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BOSTON (Reuters) – CA Inc. removed its top sales executive from his post Monday in what it said was part of a restructuring, a week after the business software maker said it found irregularities in how it accounted for sales commissions.

Executive Vice President Gregory Corgan had been chief of CA’s worldwide sales since 2004.

Company spokesman Dan Kaferle said Corgan ‘s position was eliminated as part of a restructuring of the sales force. He declined to elaborate.

Last week, CA said errors in accounting for sales commissions would result in its restatement of results for its fiscal third quarter and a delay in reporting fourth-quarter earnings. It blamed what it called a “material weakness” in its ability to track commissions.

Analysts said they had expected changes in CA’s sales team after last week’s announcement.

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“His departure is not a surprise given what appears to be a gross mishandling of sales operations functions like setting the commission plan and then actually paying sales reps their commissions in a timely fashion,” Cowen & Co. analyst Walter Pritchard said.

Corgan did not return calls seeking comment.

Islandia, New York-based CA said that Corgan ‘s duties would be assumed by five executives reporting to the chief operating officer. One of those executives will be responsible for supervising administrative tasks including tracking of sales commissions.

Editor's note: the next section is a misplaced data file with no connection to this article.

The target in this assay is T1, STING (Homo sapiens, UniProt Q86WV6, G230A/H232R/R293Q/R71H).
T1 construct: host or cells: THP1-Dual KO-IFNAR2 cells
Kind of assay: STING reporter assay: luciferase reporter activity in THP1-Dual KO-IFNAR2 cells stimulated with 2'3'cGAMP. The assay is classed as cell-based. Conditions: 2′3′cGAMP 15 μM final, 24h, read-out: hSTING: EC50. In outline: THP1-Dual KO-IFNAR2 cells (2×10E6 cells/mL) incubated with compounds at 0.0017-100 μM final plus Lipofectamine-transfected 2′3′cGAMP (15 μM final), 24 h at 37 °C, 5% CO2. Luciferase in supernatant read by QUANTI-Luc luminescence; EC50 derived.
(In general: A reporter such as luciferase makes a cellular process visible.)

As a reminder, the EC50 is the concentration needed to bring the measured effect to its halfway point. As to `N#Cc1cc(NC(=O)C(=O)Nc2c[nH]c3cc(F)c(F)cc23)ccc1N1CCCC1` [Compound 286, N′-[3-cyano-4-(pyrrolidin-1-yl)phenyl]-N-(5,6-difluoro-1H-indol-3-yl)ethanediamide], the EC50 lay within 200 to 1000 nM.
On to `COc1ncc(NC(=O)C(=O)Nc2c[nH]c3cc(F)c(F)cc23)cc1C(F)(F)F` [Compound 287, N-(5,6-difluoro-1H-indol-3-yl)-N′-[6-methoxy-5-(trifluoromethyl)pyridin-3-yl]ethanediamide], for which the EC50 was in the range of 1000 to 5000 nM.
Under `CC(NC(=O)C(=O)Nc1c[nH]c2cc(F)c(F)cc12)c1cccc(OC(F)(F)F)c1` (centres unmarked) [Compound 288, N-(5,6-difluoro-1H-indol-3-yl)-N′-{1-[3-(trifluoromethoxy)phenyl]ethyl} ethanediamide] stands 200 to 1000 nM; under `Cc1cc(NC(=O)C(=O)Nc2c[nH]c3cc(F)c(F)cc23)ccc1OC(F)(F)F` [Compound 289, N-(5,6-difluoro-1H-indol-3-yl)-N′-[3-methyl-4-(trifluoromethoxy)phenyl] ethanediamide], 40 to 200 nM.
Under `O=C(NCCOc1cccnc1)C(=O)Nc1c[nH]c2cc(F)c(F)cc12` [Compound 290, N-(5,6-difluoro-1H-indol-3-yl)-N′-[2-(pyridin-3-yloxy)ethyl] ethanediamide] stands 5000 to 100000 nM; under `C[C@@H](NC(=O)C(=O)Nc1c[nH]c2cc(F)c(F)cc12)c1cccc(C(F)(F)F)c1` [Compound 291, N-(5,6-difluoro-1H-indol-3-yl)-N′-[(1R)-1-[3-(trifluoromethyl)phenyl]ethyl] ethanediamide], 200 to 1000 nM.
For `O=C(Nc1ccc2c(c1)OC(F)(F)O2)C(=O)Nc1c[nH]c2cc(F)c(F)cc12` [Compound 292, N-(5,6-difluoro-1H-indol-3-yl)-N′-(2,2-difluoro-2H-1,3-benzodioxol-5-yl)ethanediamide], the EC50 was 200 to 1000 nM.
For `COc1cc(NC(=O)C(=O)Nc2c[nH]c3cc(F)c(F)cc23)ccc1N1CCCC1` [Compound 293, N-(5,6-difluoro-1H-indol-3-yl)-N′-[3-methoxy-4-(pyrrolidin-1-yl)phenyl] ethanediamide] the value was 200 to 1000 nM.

CA shares were off 5 cents at $21.58 in early afternoon trading Monday on the New York Stock Exchange.

Corgan ‘s departure comes on top of the recent loss of three key executives.

Chief Executive John Swainson is trying to turn around the struggling software maker after five straight years of losses and recent executive suite turmoil that has seen the departure of CA’s chief operating officer, chief financial officer and chief technology officer.

Swainson has been with CA since 2004, the year that former CEO Sanjay Kumar left the company and was indicted for his role in a $2.2 billion accounting scandal. Kumar originally said he was innocent of any wrongdoing but in April pleaded guilty to securities fraud, perjury and obstruction of justice charges.

As Swainson’s turnaround efforts have yet to result in sustained profitability, the stock has languished, falling about 21 percent over the past year.

Competitor International Business Machines Corp. has seen its share rise about 3 percent during the same period, while rival BMC Software Inc.> has climbed 19 percent and Compuware Corp..O>, another business software maker, is up about 6 percent.